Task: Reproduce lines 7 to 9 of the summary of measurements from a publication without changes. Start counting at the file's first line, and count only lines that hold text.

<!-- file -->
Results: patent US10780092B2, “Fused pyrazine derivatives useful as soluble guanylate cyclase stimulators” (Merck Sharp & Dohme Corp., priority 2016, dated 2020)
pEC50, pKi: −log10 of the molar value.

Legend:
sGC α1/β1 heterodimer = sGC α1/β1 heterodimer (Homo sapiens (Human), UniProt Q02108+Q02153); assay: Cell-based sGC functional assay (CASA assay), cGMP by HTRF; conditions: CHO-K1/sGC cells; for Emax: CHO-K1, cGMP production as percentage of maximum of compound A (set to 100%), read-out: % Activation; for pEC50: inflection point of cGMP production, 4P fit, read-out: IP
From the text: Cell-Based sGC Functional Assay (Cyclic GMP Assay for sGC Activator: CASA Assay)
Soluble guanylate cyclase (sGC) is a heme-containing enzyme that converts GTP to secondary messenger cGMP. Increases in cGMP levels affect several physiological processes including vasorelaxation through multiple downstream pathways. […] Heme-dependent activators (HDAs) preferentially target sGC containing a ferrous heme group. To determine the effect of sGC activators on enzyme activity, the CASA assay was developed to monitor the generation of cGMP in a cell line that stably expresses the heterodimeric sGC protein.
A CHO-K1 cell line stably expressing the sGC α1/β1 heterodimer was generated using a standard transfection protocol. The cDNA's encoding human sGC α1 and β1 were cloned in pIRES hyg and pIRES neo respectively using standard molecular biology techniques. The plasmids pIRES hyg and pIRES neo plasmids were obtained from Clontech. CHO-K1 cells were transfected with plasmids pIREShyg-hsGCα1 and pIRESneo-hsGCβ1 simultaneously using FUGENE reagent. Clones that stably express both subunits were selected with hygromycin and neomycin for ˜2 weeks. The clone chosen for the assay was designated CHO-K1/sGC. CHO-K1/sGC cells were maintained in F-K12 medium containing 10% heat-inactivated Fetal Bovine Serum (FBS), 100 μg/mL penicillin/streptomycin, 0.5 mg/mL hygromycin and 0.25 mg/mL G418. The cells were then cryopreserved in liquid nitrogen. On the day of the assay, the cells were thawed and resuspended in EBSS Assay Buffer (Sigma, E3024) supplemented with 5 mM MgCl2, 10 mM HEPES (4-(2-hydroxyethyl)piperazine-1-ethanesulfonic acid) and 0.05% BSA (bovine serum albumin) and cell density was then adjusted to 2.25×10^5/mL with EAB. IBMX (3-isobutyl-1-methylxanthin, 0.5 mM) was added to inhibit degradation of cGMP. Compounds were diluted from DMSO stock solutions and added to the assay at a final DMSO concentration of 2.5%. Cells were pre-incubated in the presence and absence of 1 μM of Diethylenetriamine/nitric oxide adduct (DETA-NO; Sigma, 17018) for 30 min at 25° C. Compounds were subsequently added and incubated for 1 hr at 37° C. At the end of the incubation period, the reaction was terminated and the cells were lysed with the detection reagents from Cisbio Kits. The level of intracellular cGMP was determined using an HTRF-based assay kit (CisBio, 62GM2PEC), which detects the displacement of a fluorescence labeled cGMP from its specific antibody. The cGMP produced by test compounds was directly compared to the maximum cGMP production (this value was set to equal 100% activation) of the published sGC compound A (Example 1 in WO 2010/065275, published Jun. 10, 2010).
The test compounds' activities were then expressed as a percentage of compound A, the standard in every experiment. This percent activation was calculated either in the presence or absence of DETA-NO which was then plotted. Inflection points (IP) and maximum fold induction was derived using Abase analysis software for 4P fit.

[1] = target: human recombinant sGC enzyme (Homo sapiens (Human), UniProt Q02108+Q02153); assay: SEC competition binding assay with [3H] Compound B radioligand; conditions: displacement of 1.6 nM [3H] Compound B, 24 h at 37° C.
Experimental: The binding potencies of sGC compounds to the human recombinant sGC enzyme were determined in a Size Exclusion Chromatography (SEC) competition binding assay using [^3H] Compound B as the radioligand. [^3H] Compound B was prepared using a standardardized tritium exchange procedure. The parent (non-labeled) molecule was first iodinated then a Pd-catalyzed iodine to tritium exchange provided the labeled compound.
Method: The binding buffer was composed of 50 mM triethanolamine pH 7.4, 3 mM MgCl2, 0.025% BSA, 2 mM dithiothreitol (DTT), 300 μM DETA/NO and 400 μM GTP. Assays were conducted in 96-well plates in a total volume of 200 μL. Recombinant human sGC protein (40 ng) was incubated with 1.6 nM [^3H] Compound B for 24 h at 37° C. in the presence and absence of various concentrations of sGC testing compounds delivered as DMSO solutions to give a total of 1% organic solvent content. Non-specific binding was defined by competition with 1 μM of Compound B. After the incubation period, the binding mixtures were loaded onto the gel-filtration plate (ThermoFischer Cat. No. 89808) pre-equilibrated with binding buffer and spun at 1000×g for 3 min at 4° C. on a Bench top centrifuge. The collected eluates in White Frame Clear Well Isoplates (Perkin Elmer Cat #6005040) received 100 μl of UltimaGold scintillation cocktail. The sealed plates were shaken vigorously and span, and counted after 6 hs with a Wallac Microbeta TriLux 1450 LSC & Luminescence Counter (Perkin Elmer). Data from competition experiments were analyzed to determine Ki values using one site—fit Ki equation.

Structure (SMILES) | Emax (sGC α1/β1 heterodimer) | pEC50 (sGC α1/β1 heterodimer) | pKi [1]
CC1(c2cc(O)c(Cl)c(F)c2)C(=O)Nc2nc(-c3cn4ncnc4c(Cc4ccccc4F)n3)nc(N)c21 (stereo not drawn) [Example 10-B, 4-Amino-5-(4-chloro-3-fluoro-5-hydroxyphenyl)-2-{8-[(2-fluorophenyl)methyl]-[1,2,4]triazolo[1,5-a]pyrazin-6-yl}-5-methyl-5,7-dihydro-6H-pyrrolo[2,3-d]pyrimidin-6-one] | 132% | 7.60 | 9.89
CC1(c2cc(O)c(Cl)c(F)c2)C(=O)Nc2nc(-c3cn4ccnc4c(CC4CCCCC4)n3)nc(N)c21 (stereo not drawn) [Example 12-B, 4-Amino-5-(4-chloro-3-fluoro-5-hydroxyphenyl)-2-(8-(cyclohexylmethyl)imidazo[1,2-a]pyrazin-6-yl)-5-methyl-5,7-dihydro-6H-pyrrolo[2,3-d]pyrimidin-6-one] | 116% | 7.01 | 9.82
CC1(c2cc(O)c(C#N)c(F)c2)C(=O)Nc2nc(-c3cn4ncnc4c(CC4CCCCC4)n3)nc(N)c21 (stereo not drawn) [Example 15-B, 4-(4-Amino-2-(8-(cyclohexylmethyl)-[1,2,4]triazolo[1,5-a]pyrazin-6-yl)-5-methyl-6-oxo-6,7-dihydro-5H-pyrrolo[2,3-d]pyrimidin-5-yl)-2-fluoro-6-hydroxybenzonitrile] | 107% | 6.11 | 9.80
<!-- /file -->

A CHO-K1 cell line stably expressing the sGC α1/β1 heterodimer was generated using a standard transfection protocol. The cDNA's encoding human sGC α1 and β1 were cloned in pIRES hyg and pIRES neo respectively using standard molecular biology techniques. The plasmids pIRES hyg and pIRES neo plasmids were obtained from Clontech. CHO-K1 cells were transfected with plasmids pIREShyg-hsGCα1 and pIRESneo-hsGCβ1 simultaneously using FUGENE reagent. Clones that stably express both subunits were selected with hygromycin and neomycin for ˜2 weeks. The clone chosen for the assay was designated CHO-K1/sGC. CHO-K1/sGC cells were maintained in F-K12 medium containing 10% heat-inactivated Fetal Bovine Serum (FBS), 100 μg/mL penicillin/streptomycin, 0.5 mg/mL hygromycin and 0.25 mg/mL G418. The cells were then cryopreserved in liquid nitrogen. On the day of the assay, the cells were thawed and resuspended in EBSS Assay Buffer (Sigma, E3024) supplemented with 5 mM MgCl2, 10 mM HEPES (4-(2-hydroxyethyl)piperazine-1-ethanesulfonic acid) and 0.05% BSA (bovine serum albumin) and cell density was then adjusted to 2.25×10^5/mL with EAB. IBMX (3-isobutyl-1-methylxanthin, 0.5 mM) was added to inhibit degradation of cGMP. Compounds were diluted from DMSO stock solutions and added to the assay at a final DMSO concentration of 2.5%. Cells were pre-incubated in the presence and absence of 1 μM of Diethylenetriamine/nitric oxide adduct (DETA-NO; Sigma, 17018) for 30 min at 25° C. Compounds were subsequently added and incubated for 1 hr at 37° C. At the end of the incubation period, the reaction was terminated and the cells were lysed with the detection reagents from Cisbio Kits. The level of intracellular cGMP was determined using an HTRF-based assay kit (CisBio, 62GM2PEC), which detects the displacement of a fluorescence labeled cGMP from its specific antibody. The cGMP produced by test compounds was directly compared to the maximum cGMP production (this value was set to equal 100% activation) of the published sGC compound A (Example 1 in WO 2010/065275, published Jun. 10, 2010).
The test compounds' activities were then expressed as a percentage of compound A, the standard in every experiment. This percent activation was calculated either in the presence or absence of DETA-NO which was then plotted. Inflection points (IP) and maximum fold induction was derived using Abase analysis software for 4P fit.

[1] = target: human recombinant sGC enzyme (Homo sapiens (Human), UniProt Q02108+Q02153); assay: SEC competition binding assay with [3H] Compound B radioligand; conditions: displacement of 1.6 nM [3H] Compound B, 24 h at 37° C.